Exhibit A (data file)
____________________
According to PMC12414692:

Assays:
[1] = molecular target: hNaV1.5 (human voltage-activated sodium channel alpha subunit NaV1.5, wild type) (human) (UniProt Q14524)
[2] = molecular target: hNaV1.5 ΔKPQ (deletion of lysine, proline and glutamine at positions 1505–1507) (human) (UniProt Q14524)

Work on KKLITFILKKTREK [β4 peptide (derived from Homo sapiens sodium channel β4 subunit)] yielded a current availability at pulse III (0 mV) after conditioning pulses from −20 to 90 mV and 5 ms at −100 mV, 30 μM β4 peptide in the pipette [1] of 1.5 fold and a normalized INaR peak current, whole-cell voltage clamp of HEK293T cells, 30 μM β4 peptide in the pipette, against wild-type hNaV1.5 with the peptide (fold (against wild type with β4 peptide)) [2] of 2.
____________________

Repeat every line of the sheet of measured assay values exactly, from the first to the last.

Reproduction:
According to PMC12414692:

Assays:
[1] = molecular target: hNaV1.5 (human voltage-activated sodium channel alpha subunit NaV1.5, wild type) (human) (UniProt Q14524)
[2] = molecular target: hNaV1.5 ΔKPQ (deletion of lysine, proline and glutamine at positions 1505–1507) (human) (UniProt Q14524)

Work on KKLITFILKKTREK [β4 peptide (derived from Homo sapiens sodium channel β4 subunit)] yielded a current availability at pulse III (0 mV) after conditioning pulses from −20 to 90 mV and 5 ms at −100 mV, 30 μM β4 peptide in the pipette [1] of 1.5 fold and a normalized INaR peak current, whole-cell voltage clamp of HEK293T cells, 30 μM β4 peptide in the pipette, against wild-type hNaV1.5 with the peptide (fold (against wild type with β4 peptide)) [2] of 2.